Saturday, September 27, 2008


Daguerre and his collaborator Joseph Nicéphore Niépce (who died in 1833) had been working for a decade on a more efficient photographic procedure. On behalf of the Académie des sciences, the politician and scientist François Arago had announced the perfected daguerreotype method in early January 1839. Excited write-ups of Daguerre's achievements soon began appearing across Europe as well as in the US press. The first of the latter was published in the Boston Daily Advertiser of 23 February 1839. Morse's article was printed in the New-York Observer of 20th April in the same year. It was originally written as a letter to his brothers Sidney and Richard Morse, who were the paper's editors. In the first part of his report, which I cite here, Samuel Morse describes his visit to Daguerre's "Diorama" building at the corner of rue Sanson and rue des Marais on 7 March, where he was shown examples of Daguerre's work.

Morse was especially taken with Daguerre's famous image, Boulevard du Temple, a view of the northern end of the street whose remains, post-Haussmann, now lie underneath roughly the middle of the place de la République:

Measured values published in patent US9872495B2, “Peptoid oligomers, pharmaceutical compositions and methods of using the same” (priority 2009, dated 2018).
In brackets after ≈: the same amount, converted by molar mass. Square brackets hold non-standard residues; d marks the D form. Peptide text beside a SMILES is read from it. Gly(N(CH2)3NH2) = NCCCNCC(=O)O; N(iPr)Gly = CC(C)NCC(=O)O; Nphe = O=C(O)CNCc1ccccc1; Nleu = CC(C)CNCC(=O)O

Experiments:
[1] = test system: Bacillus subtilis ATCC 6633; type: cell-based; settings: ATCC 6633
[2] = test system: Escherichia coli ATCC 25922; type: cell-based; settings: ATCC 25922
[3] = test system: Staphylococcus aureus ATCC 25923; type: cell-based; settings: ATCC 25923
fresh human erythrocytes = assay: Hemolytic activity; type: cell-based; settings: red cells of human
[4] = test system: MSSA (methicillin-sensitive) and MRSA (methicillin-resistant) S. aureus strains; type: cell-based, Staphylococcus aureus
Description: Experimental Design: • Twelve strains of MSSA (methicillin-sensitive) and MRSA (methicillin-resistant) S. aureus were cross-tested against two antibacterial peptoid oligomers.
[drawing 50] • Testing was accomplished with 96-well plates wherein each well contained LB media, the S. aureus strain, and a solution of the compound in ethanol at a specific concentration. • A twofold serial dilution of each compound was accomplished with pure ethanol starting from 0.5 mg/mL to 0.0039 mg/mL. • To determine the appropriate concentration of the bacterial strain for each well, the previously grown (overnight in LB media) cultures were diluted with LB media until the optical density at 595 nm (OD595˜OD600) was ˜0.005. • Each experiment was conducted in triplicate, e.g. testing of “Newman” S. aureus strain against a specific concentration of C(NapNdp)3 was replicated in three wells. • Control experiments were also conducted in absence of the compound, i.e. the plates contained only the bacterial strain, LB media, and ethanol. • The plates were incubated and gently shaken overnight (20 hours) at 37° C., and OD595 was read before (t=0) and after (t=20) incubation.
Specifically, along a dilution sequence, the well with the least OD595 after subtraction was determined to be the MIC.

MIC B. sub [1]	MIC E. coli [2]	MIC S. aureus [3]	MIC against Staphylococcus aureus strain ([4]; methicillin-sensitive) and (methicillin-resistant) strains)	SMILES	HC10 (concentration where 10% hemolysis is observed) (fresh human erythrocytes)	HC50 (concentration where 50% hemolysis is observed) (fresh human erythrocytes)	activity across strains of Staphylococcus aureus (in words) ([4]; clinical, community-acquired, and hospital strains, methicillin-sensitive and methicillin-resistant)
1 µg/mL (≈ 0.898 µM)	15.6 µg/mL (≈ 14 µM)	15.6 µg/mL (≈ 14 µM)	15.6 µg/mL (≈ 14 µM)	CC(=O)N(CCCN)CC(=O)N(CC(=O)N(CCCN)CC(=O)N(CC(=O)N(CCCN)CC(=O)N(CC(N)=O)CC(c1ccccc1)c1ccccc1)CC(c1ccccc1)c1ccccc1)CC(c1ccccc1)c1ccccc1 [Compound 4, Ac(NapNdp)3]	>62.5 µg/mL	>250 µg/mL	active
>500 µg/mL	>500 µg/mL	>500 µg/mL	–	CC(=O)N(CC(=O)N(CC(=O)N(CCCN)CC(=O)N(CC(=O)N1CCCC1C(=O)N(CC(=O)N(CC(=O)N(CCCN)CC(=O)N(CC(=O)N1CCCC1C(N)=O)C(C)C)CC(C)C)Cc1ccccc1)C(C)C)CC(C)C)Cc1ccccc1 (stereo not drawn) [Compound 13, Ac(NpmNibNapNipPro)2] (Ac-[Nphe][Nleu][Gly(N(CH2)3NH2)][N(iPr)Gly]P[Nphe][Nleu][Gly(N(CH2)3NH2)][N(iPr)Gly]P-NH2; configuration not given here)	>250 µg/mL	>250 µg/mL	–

The exquisite minuteness of the delineation cannot be conceived. No painting or engraving ever approached it. For example: In a view up the street, a distant sign would be perceived, and the eye could just discern that there were lines of letters upon it, but so minute as not to be read with the naked eye. By the assistance of a powerful lens, which magnified 50 times, applied to the delineation, every letter was clearly and distinctly legible, and also were the minutest breaks and lines in the walls of the buildings, and the pavements of the street. The effect of the lens upon the picture was in a great degree like that of the telescope in nature.
Objects moving are not impressed. The Boulevard, so constantly filled with a moving throng of pedestrians and carriages, was perfectly solitary, except an individual who was having his boots brushed. His feet were compelled, of course, to be stationary for some time, one being on the box of the boot-black, and the other on the ground. Consequently, his boots and legs are well defined, but he is without body or head because these were in motion.

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